Banking on Social Media

Sep 27, 2013 | Commerce, News & Updates, Singapore, TheColumnist

For an industry that is on the cutting edge of technology, banks are consistently behind the curve when it comes to using Social Media. Poor social media management and responses to the emerging banking crisis in the last five years have compounded upon the lack of trust already existent in the public towards banks after the 2009 financial crisis. In Singapore, the issue of banks having insufficient capability to leverage on social media has led to an inability to enhance the customer service experience. According to a 2013 World Retail Banking Report released by CapGemini, banks in Singapore are behind other developed nations in terms of customer experience. A separate report on digital marketing in global retail banking shows that banks are only in the infancy of using digital to reach out to more consumers, even though they already have the infrastructure and personnel in place to build social media strategy. Banks, more than ever, need to use Social Media to reach out to consumers and use it as a way to build a better relationship with them. Social Media is expanding at rapidly in Asia Within the region, Social Media adoption rates have soared in recent years, even in emerging economies. In April 2013 alone, Vietnamese spent a total of 4.8 million minutes on Facebook. That’s a total of 9 man years spent in just one month. As with our Vietnamese counterparts, Singaporeans are also active on Social Media, being top on Twitter in terms of users per capita worldwide. In such a communally active environment, the speed at which good and bad experiences are being shared, is at a rapid pace.

16million users and counting

16 million Internet users in Vietnam have already embraced Social Media. (Image courtesy of

Customers have also begun to communicate directly to brands. Instead of communicating amongst themselves or sending emails to customer service, they are tweeting straight at brand pages. While this results in great social feedback from consumers, their complaints are out in the open and any wrong response from the brand can light a PR firestorm, like powder kegs waiting to be lit on fire. When DBS Bank’s ATM network went down in 2010, frustrated customers took to sharing on Twitter about the service outage. At that point in the crisis, DBS had no Twitter account and had to quickly get on the platform. What the bank did not know was that it would be starting with no followers at all, so its messages about what its staff were doing about the outage would have little or no spread on the platform. While it is a commendable effort, DBS Bank did not achieve a sufficient level of social attention to combat negative online sentiment. It was only in recent times that the bank started to use Twitter as a rapid customer service platform, giving prompt responses to anyone who tweets at its page.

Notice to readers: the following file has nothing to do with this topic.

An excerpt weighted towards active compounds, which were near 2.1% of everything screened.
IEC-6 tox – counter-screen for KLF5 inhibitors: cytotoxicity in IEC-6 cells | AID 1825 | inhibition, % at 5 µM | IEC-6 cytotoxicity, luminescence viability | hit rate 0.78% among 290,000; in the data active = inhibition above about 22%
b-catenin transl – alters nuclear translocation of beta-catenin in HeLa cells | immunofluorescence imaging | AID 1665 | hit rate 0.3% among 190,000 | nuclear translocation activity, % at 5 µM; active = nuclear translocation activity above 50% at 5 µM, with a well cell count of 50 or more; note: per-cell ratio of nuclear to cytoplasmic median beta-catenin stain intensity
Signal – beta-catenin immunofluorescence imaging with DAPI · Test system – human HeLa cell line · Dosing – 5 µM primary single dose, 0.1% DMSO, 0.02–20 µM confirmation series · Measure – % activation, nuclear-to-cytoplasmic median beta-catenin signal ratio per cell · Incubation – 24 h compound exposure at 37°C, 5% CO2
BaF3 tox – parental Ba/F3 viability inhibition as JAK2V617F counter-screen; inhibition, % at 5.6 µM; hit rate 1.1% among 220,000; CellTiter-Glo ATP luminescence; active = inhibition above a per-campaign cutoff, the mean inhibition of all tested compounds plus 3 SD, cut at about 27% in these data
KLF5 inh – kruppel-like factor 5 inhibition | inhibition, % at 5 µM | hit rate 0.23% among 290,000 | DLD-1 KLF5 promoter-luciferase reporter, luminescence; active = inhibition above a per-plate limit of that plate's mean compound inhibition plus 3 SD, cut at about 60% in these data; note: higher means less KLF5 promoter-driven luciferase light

Image Courtesy of

Image Courtesy of

So, what should banks do to ensure they do not get caught out on Social Media? They need to prime their teams using the following steps: 1) Build Social Media Responsibilities within the Organisation While many corporations can afford to outsource Social Media responsibilities to external agencies, no agency will understand the intricacies of a Bank’s operations. Additionally, having an agency in charge will add one more line of reporting, delaying rapid response in the event of a crisis. The best way for a bank to build its social media channels is via a well-informed internal team, preferably comprising social-savvy people from the corporate communications department. Placing them in charge of the social front of the bank will allow them to communicate clearly and rapidly to customers, whether the bank is in a PR crisis or not. 2) One Key Decision Point, One Compact Team If your Social Media team is already sitting within your organisation, the next step is to have all Social Media decisions, inclusive of strategy, come from this team. It is important that the team members are empowered and know the extent of their authority as brand representatives of the bank. This move is key to having a consistent and coherent stream of conversations with your audience base. The team must also be kept readily informed about any changes, especially policy changes. The team should be small and possess skill sets in the following areas:

  • Copywriting and Communications
  • Public Relations
  • Visual Communications
  • Specific Subject Matters in relation to the bank’s product offering

3) Get Personal! Brand pages that respond in corporate speak get a lot of flak, and for good reason: Online audiences today want a real person on the other side, talking to them in clear, honest language. While banks while tend to operate within strict protocols, there should always be someone to explain procedures in a friendly and understanding tone, similar to how bank tellers and branch customer service staff behave. By being friendly, helpful and genuine, your brand page will enjoy healthier interaction with customers.

Kenneth Lee is the Senior Manager for Social Strategy at Consulus. He has worked with several Asian companies in retail, banking, healthcare and media to provide strategic research, Social Media strategy, Social Media frameworks, processes and engagement strategy. Say hello to him on LinkedIn.

This article is part of The Columnist, a newsletter by Consulus that offers ideas on business, design and world affairs. For past issues, browse the complete archive.

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